Term Paper: Michael Parenti, 'Wealth

Pages: 5 (1344 words)  ·  Bibliography Sources: 0  ·  Level: College Senior  ·  Topic: Economics  ·  Buy This Paper

¶ … Michael Parenti, 'Wealth and Want in the United States', begins with a reminder that when most people talk about the political system in the U.S., few of them mention the word "capitalism." At least not in public, and Parenti is on target in that observation. Many people today, young and old, have forgotten that the premise of the United States, of the U.S. Constitution, is to ensure that people have the right to conduct free enterprise in the United States. Those people who today complain about the "corporate greed" of America, would do well to be reminded of the original American war cry, "No taxation without representation." One of interpretation, and one in keeping with the tone of Parenti's article, is -leave us alone to make money, as much money as we can, so that we can acquire wealth - and enjoy it (the pursuit of happiness) - through free enterprise. and, for person who overlooks that America is indeed the capitalist capital of the world, Parenti continues on make the distinction between "the owing class" and the working class. The distinction, for Parenti, is quite simple: The owning class is comprised of the wealthy Americans who run business and industry, and the others are those who labor under the direction of the owning class to bring the merchant ship into port, so to speak.

Parenti gives mention to those corporate shareholders, but distinguishes them from the owning class; and he briefly explores the other class levels; the sports millionaires, the entertainment moguls and stars, and top business executives, who make the decisions for the day-to-day tedium associated with the "owning class'" merchant ships; nothing that these class levels often times have surplus wealth; again, an astute observation. In keeping with the merchant ship concept, Parenti notes that members of the owning class are defined when they either have enough wealth that it excludes them from the hands on labor involved to generate that wealth on behalf of the business that they own; or when your labor generates the wealth, or income, of someone who does not perform the labor such that they are financially benefiting from your labor (never mind that the owning class has to cut what are called paychecks). "Hard work," Parenti notes, "seldom makes anyone rich."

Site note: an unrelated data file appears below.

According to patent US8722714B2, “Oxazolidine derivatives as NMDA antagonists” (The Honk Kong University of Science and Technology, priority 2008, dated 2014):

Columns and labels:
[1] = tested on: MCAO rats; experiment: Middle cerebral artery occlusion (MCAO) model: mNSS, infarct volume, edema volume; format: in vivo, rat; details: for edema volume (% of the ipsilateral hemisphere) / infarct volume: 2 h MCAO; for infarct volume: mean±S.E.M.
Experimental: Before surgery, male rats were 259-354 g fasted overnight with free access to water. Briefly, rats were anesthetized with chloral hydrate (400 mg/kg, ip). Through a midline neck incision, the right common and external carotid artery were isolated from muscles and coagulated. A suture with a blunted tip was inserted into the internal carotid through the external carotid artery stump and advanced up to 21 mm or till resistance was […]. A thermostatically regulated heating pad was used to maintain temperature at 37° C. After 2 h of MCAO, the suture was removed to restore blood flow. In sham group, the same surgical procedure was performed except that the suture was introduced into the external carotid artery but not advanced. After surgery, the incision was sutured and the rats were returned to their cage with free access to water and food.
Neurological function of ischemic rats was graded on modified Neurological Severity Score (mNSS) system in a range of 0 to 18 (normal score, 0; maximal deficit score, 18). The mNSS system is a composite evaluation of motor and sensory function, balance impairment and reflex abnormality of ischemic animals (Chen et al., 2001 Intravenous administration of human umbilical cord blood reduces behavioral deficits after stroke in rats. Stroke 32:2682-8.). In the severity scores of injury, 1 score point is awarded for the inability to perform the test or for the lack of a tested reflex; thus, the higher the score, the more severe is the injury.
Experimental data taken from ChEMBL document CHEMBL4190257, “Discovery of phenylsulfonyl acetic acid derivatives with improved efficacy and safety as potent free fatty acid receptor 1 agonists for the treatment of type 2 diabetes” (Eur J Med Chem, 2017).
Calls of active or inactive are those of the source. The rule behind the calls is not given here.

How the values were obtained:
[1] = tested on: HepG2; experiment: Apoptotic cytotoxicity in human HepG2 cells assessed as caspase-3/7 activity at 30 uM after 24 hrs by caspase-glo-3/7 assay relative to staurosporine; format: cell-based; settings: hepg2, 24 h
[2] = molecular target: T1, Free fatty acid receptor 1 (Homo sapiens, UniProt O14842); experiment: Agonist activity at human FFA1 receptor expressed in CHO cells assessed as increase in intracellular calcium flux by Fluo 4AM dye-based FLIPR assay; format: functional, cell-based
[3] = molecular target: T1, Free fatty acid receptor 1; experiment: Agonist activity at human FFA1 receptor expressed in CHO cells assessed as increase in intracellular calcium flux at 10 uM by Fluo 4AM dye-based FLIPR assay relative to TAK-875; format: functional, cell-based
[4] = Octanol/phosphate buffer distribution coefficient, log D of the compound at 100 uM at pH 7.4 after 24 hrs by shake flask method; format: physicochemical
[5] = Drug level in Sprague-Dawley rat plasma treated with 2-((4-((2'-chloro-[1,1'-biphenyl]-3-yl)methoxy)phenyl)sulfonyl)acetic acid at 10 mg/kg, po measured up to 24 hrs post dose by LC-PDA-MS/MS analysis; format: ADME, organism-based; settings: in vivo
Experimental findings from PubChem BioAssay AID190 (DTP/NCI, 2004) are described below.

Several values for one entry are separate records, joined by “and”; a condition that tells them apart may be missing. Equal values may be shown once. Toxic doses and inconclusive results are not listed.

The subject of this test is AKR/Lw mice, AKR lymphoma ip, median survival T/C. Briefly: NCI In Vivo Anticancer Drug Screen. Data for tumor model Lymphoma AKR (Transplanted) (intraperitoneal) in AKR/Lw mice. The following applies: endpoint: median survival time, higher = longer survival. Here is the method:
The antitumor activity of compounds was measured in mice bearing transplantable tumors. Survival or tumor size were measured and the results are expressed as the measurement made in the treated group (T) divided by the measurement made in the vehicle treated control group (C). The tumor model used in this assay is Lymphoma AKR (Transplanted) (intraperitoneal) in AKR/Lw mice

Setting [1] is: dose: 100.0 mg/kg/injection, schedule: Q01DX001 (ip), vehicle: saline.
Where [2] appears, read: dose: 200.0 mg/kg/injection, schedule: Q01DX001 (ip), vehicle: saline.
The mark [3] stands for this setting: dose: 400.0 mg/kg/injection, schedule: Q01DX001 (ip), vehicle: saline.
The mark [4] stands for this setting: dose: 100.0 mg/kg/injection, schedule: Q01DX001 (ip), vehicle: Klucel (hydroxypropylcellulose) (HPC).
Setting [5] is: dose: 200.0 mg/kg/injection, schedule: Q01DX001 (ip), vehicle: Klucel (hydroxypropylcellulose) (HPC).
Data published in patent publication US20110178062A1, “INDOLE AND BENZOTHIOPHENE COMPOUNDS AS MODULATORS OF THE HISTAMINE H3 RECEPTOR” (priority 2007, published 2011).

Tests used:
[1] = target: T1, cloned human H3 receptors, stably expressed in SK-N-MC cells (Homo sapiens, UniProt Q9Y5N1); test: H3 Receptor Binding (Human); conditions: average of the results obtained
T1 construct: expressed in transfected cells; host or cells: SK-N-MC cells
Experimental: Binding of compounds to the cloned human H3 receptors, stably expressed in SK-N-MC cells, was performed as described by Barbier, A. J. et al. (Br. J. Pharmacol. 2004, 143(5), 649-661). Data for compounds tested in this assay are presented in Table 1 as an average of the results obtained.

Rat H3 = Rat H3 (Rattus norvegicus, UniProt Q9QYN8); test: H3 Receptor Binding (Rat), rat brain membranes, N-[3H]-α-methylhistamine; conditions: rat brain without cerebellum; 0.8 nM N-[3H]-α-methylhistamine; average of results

Donald Trump would no doubt send Parenti out as having failed at learning the fine art of becoming a millionaire, because it does indeed require hard work. The many class levels that Parenti cites as having acquired wealth through sports and the arts, would probably beg to differ with Parenti on the suggestion that hard work does not lead to wealth. That is, of course, the second thing that America is about, is that which draws millions - not thousands - but millions of applications to immigrate to the United States each month - not year, but month.

The secret of wealth," Parenti continues, "is to have others work for you." He espouses this idea as if though he is kicking it around to see how it fits him personally. At this early point in the essay one is really wondering where he's going with these observation, especially since his thesis was vague. There is, the thought comes up for this reader, the possibility that he going to begin a socialist or communist rant at some point. It will, in fact, be difficult to read further if he invokes the names of Friedrich Engels and Karl Marx (everyone knows how that story turned out).

Parenti continues on, quoting Adam Smith, who in 1776 said:

Labor... is alone the ultimate and real standard by which the value of all commodities can at all times and places be estimated and compared. It is their real price; money is their nominal price only."

This is important, because it was crediting the American working class with for the wealth of the owning class; though not quite sharing it with them, as Parenti goes on to note. He says that the value paid to the… [END OF PREVIEW]

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